Traditionally, Chinese depict their philosophical thinkers as zhuzi 諸子, or the sages. The notion of sage conveys the idea that as a sage, his life, and his philosophy are but one unity. Sages gave knowledge to, and provided people with ways to adapting to the world adequately, from personal and banal affairs to the state events and the universal truth. Virtually, it should not be uncommon for people seeking advice from sages regarding their marriage or naming their newly born baby. The Chinese scholar Y. L. Ching remarks, for a Chinese philosopher, ethics, politics, reflective thinking and knowledge were unified in the philosophy. His philosophy required that he live it, he was himself its vehicle. Philosophy was hardly ever merely a pattern of ideas exhibited for human understanding, but was a system of precepts internal to the conduct of the philosopher, and in extreme cases his philosophy might even be said to be his biography. (Fung, 10)
There are innumerable writings and books on the classical Chinese philosophical literature that have been translated and interpreted in English by Christian missionaries initially, and by sinologists recently. Chinese philosophical thinking has been made familiar to Western readers by first Christianizing it, and then recently by locating it within a political-mystical-occult worldview. In either the case, in the process of Western humanists attempting to make sense of the classical Chinese philosophical literature, many Western assumptions have inadvertently been insinuated into the understanding of these texts, and have colored the vocabulary through which this understanding has been articulated. (Ames, xi)
Beyond the good intentions of missionaries and sinologists, and the increasing awareness of divesting interpretations of Chinese philosophy of Western preconceptions, the recent archaeological findings challenge the authority of existing translations on Chinese philosophical thinking. To the extent the newly unearthed texts written on silk scrolls and bamboo strips now provide us with a compelling clarity to the over all Chinese cosmology, and thus enable us to understand Chinese philosophical thinking in a way that has not been possible before. Frederick Mote notices that Chinese history, culture, and people's conceptions of their ideal roles all must be explained in terms of Chinese cosmology, and notif we really want to understand Chinese civilizationby implicit analogy to ours hence, the records of Chinese culture must be interpreted, and the texts translated and retranslated until our inadvertent uses of historical and cultural analogy are detected, weighed, and if necessary, corrected. (Mote, 25)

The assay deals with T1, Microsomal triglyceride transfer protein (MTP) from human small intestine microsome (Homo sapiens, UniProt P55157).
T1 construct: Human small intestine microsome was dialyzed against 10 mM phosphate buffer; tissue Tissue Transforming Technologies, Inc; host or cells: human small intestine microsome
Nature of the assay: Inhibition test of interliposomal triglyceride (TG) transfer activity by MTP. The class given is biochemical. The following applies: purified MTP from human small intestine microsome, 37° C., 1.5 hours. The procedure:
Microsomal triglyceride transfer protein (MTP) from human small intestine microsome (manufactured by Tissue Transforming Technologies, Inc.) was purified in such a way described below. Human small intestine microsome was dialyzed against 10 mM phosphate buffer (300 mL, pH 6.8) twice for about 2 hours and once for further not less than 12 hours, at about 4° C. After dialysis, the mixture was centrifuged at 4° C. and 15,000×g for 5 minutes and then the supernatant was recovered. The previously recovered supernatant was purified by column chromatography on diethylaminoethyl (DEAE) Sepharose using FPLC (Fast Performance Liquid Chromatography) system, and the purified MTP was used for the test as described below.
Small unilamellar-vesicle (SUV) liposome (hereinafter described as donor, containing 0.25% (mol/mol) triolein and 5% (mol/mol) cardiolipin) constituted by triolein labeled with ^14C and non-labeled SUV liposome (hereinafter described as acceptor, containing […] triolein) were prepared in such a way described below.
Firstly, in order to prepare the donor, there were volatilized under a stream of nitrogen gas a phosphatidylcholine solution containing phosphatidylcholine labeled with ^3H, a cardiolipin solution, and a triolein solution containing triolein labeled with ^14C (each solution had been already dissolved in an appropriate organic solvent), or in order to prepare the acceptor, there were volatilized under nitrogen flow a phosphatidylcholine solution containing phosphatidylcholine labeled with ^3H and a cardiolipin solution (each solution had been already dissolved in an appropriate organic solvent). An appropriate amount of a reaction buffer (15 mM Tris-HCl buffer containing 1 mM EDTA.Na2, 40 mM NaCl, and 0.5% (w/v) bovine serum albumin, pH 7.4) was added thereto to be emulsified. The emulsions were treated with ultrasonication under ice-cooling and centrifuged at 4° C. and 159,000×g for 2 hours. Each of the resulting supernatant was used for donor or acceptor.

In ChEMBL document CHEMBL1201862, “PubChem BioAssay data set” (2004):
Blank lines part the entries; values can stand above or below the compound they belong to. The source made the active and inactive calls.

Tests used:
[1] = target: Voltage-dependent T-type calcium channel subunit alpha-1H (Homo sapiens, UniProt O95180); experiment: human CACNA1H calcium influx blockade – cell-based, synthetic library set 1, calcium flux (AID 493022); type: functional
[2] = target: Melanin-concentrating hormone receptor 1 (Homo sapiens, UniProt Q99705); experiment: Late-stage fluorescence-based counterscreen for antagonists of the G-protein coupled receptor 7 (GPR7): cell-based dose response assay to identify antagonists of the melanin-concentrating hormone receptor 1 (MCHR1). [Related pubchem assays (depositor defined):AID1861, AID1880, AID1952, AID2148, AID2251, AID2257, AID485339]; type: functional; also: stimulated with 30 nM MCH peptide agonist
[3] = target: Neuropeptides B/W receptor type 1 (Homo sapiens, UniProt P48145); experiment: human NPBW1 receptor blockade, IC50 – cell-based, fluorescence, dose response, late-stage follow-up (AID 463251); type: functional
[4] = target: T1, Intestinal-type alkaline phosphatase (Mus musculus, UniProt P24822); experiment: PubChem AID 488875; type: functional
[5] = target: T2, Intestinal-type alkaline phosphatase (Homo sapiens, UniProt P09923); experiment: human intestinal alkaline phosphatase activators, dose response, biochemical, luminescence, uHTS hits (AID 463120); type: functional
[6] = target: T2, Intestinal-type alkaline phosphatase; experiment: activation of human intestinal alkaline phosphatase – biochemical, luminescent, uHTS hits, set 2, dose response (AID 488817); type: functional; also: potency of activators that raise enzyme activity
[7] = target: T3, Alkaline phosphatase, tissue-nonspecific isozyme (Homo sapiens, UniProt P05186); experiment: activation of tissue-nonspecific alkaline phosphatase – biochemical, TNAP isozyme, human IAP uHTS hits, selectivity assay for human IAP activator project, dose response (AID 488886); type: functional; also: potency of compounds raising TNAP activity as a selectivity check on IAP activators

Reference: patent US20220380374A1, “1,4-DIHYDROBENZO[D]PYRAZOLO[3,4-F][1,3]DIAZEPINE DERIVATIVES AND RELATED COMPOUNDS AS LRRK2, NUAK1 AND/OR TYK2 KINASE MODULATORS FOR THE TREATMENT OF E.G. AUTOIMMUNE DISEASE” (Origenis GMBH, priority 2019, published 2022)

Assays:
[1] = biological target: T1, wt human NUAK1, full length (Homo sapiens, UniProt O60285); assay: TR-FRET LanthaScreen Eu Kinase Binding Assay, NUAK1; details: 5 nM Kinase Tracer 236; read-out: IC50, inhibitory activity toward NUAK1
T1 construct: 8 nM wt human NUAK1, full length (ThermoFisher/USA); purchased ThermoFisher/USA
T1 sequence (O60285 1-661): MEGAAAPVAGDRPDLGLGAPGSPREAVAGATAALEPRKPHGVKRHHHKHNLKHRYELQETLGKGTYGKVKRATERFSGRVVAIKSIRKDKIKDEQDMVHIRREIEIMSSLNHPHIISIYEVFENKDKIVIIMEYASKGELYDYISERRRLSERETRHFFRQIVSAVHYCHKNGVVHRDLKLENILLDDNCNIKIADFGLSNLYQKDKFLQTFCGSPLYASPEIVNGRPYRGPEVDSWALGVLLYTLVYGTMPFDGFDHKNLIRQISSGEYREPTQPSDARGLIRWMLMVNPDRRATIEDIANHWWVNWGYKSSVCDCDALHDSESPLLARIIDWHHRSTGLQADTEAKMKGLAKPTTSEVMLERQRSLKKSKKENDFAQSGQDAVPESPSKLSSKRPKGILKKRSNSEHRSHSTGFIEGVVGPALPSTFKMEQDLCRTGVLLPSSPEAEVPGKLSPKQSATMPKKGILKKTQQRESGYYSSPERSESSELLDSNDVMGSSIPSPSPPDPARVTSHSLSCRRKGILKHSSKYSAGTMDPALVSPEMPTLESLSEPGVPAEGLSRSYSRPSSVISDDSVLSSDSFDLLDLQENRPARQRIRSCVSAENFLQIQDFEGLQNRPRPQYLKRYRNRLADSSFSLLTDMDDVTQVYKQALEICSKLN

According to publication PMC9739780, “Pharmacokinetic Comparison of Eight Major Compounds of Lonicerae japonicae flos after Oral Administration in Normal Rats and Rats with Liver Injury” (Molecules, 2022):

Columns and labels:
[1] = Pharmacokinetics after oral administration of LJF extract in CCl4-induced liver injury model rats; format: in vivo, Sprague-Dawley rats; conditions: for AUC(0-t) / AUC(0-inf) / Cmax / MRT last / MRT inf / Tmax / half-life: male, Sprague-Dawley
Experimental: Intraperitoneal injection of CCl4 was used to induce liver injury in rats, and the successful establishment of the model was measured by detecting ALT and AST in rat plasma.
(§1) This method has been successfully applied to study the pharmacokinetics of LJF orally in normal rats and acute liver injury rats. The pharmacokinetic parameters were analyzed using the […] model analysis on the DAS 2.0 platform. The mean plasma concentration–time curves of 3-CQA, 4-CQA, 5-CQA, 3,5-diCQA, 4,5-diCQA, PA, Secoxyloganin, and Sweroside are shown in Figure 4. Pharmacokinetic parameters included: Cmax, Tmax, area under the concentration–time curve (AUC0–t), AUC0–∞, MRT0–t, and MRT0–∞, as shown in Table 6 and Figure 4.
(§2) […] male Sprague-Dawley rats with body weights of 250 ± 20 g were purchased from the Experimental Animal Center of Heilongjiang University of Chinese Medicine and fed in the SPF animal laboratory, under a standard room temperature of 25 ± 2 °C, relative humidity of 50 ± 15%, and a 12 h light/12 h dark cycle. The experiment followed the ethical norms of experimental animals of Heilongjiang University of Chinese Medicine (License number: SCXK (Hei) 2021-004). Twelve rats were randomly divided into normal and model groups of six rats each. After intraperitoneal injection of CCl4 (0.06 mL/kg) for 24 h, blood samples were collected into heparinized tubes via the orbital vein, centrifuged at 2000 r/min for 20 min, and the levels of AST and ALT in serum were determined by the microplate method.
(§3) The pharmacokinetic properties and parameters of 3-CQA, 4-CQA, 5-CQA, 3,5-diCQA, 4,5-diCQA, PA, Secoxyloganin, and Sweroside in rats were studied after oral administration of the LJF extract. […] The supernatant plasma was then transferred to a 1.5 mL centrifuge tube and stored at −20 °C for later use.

However, one cannot divest the Western interpretations of Chinese culture of Western cultural analogies simply by translating and retranslating the texts, nor can one do so by using the more abstract and specializingno less culturally biasedlanguage of the professional philosopher. Sarah Allan suggests that one must begin by exposing the metaphors that underlies the Chinese terminology and imbue it with meaning. (Allan, 18) In other words, one begins to understand the conceptual scheme of Chinese philosophical thinking more accurately by recognizing the conceptual scheme of Chinese thought, or the root metaphors within the socio-cultural contexts from the viewpoints of not only historical and epistemological but also anthropological perspectives, and aesthetic and literary criticism.
Allan, Sarah. 1997. The Way of Water and Sprouts of Virtue. Albany: State University of New York Press.
Ames, Roger T. and David L. Hall. 2003. Dao De jing, Making This Life Significant, A Philosophical Translation. New York: Ballantine Books.
Fung, Yu-lan. 1966. A Short History of Chinese Philosophy. New York: The Free Press.
Mote, Frederick W. 1989. Intellectual Foundations of China. New York: Albert Knopf.Top